Was Cincinnati Zoo To Blame For Harambe’s Death? Questionable Fence At Gorilla Exhibit Being Investigated



Michelle Gregg, the mother of the 3-year-old boy who wandered into the gorilla enclosure at the Cincinnati Zoo, has received much criticism for the shooting death of Harambe. Animal Planet host Jeff Corwin placed blame on Gregg for not keeping an eye on the toddler, “The zoo is not your babysitter.” Now there is a backlash against the zoo because of the barrier surrounding the Gorilla World exhibit is seen by some as inadequate.

Isaiah Dickerson, the 3-year-old boy who sparked controversy on Saturday, told his mother, “Mummy, I want to swim with the gorilla.” The young boy was able to climb over the fence, wander through a short row of bushes and then plummet down a 15-foot drop into the moat where Harambe the gorilla greeted him. The 17-year-old silverback gorilla was shot dead about ten minutes after the boy entered the exhibit.

The barrier separating zoo visitors and 400-pound gorillas is only a 3-foot fence and has vertical bars, which actually may have helped the boy climb over the barrier.

This was the first incident at the Gorilla World exhibit since it opened in 1978. The Cincinnati Zoo’s director, Thayne Maynard, claims that the Gorilla World’s barrier setup exceeds required protocols. It was the first time the Cincinnati Zoo’s Dangerous Animal Response Team was called to kill an animal in the institution’s 143-year history.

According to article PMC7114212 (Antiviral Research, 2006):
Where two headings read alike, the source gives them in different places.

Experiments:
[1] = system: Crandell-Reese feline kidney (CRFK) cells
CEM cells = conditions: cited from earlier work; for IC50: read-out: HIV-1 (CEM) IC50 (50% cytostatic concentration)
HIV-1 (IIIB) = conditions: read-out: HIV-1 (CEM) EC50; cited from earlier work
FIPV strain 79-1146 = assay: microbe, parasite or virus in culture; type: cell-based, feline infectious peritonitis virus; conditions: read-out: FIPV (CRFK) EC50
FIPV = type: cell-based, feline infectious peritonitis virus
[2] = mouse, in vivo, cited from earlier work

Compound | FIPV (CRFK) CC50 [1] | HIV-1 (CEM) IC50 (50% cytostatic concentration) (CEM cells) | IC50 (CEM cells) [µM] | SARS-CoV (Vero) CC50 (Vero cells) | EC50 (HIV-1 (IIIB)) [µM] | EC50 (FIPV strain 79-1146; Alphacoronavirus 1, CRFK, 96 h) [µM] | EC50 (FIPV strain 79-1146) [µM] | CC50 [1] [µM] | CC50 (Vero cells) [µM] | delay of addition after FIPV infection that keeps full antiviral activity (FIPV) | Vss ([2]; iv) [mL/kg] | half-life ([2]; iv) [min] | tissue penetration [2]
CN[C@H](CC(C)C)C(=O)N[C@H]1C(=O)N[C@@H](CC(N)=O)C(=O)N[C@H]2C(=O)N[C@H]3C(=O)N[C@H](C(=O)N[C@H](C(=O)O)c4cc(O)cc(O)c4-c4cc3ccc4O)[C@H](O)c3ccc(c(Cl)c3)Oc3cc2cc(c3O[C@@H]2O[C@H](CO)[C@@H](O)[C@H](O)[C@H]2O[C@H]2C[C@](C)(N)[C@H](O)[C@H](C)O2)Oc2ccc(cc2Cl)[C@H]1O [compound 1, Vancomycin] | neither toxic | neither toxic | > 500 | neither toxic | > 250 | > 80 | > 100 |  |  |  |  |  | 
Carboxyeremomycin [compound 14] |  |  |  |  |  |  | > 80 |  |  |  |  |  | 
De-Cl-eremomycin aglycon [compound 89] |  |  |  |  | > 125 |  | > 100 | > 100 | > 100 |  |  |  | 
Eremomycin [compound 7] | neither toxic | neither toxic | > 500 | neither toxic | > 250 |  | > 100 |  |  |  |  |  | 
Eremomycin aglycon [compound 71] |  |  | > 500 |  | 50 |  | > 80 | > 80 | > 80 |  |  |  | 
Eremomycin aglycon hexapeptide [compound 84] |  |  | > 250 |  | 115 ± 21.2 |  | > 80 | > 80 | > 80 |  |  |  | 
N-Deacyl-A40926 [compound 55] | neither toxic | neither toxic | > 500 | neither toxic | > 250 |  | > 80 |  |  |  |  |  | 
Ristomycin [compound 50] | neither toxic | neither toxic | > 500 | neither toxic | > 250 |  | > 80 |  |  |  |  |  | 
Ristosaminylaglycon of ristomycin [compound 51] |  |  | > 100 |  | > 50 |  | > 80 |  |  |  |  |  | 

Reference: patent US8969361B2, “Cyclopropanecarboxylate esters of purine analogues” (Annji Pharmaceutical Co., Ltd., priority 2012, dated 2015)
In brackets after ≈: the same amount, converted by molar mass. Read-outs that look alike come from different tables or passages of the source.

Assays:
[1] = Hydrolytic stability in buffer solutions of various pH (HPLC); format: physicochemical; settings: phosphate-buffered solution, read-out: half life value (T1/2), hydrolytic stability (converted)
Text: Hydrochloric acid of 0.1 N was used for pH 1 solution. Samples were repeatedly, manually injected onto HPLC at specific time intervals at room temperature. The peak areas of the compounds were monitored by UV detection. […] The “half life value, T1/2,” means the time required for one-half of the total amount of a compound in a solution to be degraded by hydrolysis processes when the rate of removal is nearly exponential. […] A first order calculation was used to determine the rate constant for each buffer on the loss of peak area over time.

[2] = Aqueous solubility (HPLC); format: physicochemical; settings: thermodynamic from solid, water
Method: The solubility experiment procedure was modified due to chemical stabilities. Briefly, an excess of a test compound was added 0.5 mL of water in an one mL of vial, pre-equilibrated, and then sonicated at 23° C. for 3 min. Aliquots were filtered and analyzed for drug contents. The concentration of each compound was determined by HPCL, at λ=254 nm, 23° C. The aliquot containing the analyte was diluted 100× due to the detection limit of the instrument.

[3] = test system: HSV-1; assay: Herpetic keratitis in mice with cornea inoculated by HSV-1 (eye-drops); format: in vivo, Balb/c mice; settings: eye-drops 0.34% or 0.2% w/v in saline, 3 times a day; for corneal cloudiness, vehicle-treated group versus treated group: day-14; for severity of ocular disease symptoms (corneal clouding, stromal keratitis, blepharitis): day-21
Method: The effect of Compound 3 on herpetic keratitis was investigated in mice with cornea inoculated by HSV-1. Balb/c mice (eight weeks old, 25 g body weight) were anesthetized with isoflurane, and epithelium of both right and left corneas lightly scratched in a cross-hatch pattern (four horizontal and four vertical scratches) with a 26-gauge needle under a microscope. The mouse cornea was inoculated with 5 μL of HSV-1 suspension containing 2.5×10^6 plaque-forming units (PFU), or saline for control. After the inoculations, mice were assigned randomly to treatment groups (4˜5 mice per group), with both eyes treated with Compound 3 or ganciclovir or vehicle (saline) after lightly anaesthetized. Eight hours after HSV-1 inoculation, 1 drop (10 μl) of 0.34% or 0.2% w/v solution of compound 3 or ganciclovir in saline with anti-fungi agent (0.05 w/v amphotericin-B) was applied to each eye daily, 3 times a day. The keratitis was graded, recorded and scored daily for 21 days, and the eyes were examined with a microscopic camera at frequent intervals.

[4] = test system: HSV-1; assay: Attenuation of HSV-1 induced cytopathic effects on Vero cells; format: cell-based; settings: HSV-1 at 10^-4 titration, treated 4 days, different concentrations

Exhibits are inspected by the Association of Zoos and Aquariums every five years, Maynard said. “The exhibit is safe, the barrier is safe. The zoo was not negligent.”

Maynard added:

“We take safety very seriously. That’s an ongoing process. I’m not a big finger-pointer. Politicians and pundits point fingers. We live in the real world and we make real decisions. People, kids and others, can climb over barriers. If someone really wants to get in, they can. Everybody should keep a hold of their kids and keep an eye on them, here or anywhere.”

Both the United States Department of Agriculture‘s Animal and Plant Health Inspection Service (USDA-APHIS) and the Association of Zoos and Aquariums plan investigations of the incident.

The USDA inspects the facility twice a year. They found ten violations at the Cincinnati Zoo in the last three years. But most were minor, and none were at Gorilla World.

After seeing the 3-foot fence do you put blame on the zoo, the mother or both?


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